Noko is an overweight office worker who copes with bullies at work and an abusive boyfriend at home, by eating. Unfortunately, this creates something of a vicious cycle, as the more she eats the bigger she gets and the more abuse her co-workers heap upon her. While things look like they couldn’t get much worse for Noko, she’s about to discover that they can. Published in 1997 as part of a weekly magazine aimed at adult women, In Clothes Called Fat is Moyoco Anno’s unnerving portrait of a woman’s struggle with her weight and lack of self esteem.
Welcome to another midweek manga review, here at Sequential Ink! This time around I’ll be looking at The Seven Deadly Sins, Vols. 5 – 8 from Nakaba Suzuki, but first some news…
- Last week saw DMP unveil their latest Osamu Tezuka Kickstarter project. This time around they’re aiming to publish Storm Fairy, with an eye towards a Unico reprint, and a physical release of Crime and Punishment as well. They’ve already reached their initial goal, but the Unico and Crime and Punishment stretch goals remain open.
- After five years, Jason Thompson’s ANN column “House of 1000 Manga” is coming to an end. To celebrate it’s impending finale this weeks installment is a look back at Shaenon Garrity’s 10 favorite series.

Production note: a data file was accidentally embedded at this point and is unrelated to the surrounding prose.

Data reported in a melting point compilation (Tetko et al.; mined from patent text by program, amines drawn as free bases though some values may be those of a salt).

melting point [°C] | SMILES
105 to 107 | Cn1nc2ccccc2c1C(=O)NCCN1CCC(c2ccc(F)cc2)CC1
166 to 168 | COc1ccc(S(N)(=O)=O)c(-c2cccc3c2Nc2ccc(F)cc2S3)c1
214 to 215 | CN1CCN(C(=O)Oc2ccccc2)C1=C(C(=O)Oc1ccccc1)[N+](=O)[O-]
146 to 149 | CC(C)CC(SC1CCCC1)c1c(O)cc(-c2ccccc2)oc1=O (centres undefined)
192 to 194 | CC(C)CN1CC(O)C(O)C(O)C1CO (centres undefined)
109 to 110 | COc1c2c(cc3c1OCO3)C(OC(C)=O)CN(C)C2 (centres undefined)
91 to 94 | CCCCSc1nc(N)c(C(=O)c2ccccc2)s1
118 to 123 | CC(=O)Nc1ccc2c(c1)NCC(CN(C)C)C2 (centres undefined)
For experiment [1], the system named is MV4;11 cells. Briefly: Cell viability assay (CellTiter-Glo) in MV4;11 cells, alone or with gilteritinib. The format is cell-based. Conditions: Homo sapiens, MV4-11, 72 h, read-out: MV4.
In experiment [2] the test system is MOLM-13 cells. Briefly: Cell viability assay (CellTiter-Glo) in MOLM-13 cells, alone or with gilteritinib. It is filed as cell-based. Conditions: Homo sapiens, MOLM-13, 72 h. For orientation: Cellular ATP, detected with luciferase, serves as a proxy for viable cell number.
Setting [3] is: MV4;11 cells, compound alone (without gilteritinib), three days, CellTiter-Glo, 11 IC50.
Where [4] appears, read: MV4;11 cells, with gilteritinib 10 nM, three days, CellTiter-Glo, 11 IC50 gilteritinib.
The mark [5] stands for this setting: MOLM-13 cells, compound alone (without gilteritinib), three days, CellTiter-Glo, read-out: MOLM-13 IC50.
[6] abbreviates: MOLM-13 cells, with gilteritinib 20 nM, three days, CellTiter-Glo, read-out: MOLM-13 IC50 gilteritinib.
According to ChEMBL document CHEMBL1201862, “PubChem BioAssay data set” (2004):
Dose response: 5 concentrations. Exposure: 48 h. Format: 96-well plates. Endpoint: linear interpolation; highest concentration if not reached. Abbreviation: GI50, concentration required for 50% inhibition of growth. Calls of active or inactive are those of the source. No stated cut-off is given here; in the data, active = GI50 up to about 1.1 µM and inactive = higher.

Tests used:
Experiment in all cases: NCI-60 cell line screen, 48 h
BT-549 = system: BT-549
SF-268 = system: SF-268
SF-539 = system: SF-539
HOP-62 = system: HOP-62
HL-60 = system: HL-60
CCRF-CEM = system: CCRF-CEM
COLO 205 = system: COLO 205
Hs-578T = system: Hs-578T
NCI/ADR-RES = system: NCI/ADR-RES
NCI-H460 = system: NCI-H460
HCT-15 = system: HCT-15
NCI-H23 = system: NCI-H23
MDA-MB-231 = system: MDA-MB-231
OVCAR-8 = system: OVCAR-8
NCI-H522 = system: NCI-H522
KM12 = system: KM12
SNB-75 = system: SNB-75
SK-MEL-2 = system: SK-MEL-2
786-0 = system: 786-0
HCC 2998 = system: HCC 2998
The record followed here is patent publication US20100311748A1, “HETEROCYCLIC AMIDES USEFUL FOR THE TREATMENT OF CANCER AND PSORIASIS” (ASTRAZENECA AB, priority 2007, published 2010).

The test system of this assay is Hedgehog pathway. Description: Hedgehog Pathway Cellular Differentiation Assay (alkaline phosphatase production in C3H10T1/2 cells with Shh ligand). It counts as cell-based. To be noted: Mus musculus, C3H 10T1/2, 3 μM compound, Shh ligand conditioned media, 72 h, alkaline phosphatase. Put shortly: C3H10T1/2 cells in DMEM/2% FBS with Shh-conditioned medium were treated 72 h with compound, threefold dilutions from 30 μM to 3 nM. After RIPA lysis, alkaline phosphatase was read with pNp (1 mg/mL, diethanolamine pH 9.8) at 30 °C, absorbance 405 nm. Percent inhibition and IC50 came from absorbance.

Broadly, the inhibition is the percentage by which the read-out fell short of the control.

- Elsewhere, horror site Dread Central takes a look at the recent spate of live action manga adaptions.
- And last but not least, the New York Times Best Sellers List for June 28th.
And now, onto the featured review of The Seven Deadly Sins, Vols. 5 – 8!
The adventures of Meliodas and the rest of the Sins continue in Nakaba Suzuki’s The Seven Deadly Sins, Vols. 5 – 8! These volumes see the Sins enter into a fighting tournament in an attempt to retrieve Diane’s Holy Weapon, a giant sized war hammer! As per usual, things don’t go according to plan and they soon find themselves embroiled in a battle with some familiar faces who are part of the New Generation of Holy Knights! Revelations, mysteries and more await the Sins in these four volumes.
For the first time in nearly a decade, Junji Ito returns to the horror genre with Fragments of Horror, a new collection of short stories of the macabre, bizarre and horrifying. Best known for his horror masterpieces, Uzumaki and Gyo, Junji Ito is one of the most well known creators of horror manga in the U.S. Will Fragments of Horror live up to the expectations and reputation of the previous works of his released here?